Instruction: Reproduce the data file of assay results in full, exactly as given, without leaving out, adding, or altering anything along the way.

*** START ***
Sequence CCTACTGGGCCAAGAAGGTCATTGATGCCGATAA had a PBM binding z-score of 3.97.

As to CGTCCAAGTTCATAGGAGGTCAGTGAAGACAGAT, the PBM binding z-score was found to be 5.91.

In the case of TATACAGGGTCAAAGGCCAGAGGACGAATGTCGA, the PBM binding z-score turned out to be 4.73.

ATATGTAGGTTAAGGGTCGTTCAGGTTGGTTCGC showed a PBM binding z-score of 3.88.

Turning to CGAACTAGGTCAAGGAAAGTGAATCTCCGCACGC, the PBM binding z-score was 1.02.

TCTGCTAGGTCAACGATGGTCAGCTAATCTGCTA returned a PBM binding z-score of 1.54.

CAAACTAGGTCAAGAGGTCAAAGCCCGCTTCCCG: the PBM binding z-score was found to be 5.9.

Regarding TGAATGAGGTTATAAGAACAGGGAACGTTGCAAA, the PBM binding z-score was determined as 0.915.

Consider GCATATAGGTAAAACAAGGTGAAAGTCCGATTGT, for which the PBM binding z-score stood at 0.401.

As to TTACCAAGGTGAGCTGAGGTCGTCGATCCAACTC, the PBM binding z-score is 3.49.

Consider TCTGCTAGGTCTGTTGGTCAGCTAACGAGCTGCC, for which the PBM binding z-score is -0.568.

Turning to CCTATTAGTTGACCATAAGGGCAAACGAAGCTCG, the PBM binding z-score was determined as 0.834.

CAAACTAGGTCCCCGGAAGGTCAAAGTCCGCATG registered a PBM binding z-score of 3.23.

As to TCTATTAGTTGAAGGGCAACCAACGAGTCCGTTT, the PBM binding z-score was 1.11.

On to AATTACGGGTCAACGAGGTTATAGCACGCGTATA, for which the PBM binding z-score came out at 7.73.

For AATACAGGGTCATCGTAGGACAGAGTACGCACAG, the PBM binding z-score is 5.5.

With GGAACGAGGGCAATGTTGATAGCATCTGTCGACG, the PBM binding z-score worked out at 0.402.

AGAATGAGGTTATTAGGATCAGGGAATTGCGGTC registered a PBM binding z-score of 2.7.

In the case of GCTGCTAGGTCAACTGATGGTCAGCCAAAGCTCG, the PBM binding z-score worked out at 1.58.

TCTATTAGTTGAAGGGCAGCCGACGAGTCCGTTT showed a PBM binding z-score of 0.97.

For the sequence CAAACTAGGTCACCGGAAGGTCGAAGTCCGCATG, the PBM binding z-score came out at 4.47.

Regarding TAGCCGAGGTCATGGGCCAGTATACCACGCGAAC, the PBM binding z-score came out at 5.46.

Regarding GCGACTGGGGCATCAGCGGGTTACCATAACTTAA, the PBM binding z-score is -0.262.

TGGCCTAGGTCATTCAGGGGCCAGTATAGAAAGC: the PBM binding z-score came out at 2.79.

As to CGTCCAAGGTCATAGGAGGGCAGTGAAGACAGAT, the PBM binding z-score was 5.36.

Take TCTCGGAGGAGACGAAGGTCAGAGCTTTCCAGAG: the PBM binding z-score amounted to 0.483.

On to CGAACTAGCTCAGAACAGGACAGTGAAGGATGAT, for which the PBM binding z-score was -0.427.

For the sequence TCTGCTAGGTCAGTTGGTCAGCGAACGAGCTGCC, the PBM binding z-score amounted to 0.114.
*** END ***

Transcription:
Sequence CCTACTGGGCCAAGAAGGTCATTGATGCCGATAA had a PBM binding z-score of 3.97.

As to CGTCCAAGTTCATAGGAGGTCAGTGAAGACAGAT, the PBM binding z-score was found to be 5.91.

In the case of TATACAGGGTCAAAGGCCAGAGGACGAATGTCGA, the PBM binding z-score turned out to be 4.73.

ATATGTAGGTTAAGGGTCGTTCAGGTTGGTTCGC showed a PBM binding z-score of 3.88.

Turning to CGAACTAGGTCAAGGAAAGTGAATCTCCGCACGC, the PBM binding z-score was 1.02.

TCTGCTAGGTCAACGATGGTCAGCTAATCTGCTA returned a PBM binding z-score of 1.54.

CAAACTAGGTCAAGAGGTCAAAGCCCGCTTCCCG: the PBM binding z-score was found to be 5.9.

Regarding TGAATGAGGTTATAAGAACAGGGAACGTTGCAAA, the PBM binding z-score was determined as 0.915.

Consider GCATATAGGTAAAACAAGGTGAAAGTCCGATTGT, for which the PBM binding z-score stood at 0.401.

As to TTACCAAGGTGAGCTGAGGTCGTCGATCCAACTC, the PBM binding z-score is 3.49.

Consider TCTGCTAGGTCTGTTGGTCAGCTAACGAGCTGCC, for which the PBM binding z-score is -0.568.

Turning to CCTATTAGTTGACCATAAGGGCAAACGAAGCTCG, the PBM binding z-score was determined as 0.834.

CAAACTAGGTCCCCGGAAGGTCAAAGTCCGCATG registered a PBM binding z-score of 3.23.

As to TCTATTAGTTGAAGGGCAACCAACGAGTCCGTTT, the PBM binding z-score was 1.11.

On to AATTACGGGTCAACGAGGTTATAGCACGCGTATA, for which the PBM binding z-score came out at 7.73.

For AATACAGGGTCATCGTAGGACAGAGTACGCACAG, the PBM binding z-score is 5.5.

With GGAACGAGGGCAATGTTGATAGCATCTGTCGACG, the PBM binding z-score worked out at 0.402.

AGAATGAGGTTATTAGGATCAGGGAATTGCGGTC registered a PBM binding z-score of 2.7.

In the case of GCTGCTAGGTCAACTGATGGTCAGCCAAAGCTCG, the PBM binding z-score worked out at 1.58.

TCTATTAGTTGAAGGGCAGCCGACGAGTCCGTTT showed a PBM binding z-score of 0.97.

For the sequence CAAACTAGGTCACCGGAAGGTCGAAGTCCGCATG, the PBM binding z-score came out at 4.47.

Regarding TAGCCGAGGTCATGGGCCAGTATACCACGCGAAC, the PBM binding z-score came out at 5.46.

Regarding GCGACTGGGGCATCAGCGGGTTACCATAACTTAA, the PBM binding z-score is -0.262.

TGGCCTAGGTCATTCAGGGGCCAGTATAGAAAGC: the PBM binding z-score came out at 2.79.

As to CGTCCAAGGTCATAGGAGGGCAGTGAAGACAGAT, the PBM binding z-score was 5.36.

Take TCTCGGAGGAGACGAAGGTCAGAGCTTTCCAGAG: the PBM binding z-score amounted to 0.483.

On to CGAACTAGCTCAGAACAGGACAGTGAAGGATGAT, for which the PBM binding z-score was -0.427.

For the sequence TCTGCTAGGTCAGTTGGTCAGCGAACGAGCTGCC, the PBM binding z-score amounted to 0.114.